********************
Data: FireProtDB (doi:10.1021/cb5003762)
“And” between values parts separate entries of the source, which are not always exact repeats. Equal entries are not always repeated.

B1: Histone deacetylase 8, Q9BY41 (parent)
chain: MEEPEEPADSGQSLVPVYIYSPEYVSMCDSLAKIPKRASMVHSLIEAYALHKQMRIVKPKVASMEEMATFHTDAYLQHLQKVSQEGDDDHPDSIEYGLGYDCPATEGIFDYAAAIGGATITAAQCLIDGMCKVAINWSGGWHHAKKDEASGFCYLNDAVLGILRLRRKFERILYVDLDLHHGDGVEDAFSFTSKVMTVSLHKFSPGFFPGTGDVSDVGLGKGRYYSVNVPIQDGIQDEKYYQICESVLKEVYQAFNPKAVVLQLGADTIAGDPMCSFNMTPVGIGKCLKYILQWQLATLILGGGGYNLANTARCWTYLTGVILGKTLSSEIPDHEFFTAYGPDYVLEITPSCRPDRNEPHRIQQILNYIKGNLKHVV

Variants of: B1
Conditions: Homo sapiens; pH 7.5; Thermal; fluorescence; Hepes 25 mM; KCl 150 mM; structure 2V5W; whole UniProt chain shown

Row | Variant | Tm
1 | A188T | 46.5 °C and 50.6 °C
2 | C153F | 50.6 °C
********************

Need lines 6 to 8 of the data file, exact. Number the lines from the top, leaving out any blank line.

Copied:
Conditions: Homo sapiens; pH 7.5; Thermal; fluorescence; Hepes 25 mM; KCl 150 mM; structure 2V5W; whole UniProt chain shown

Row | Variant | Tm
1 | A188T | 46.5 °C and 50.6 °C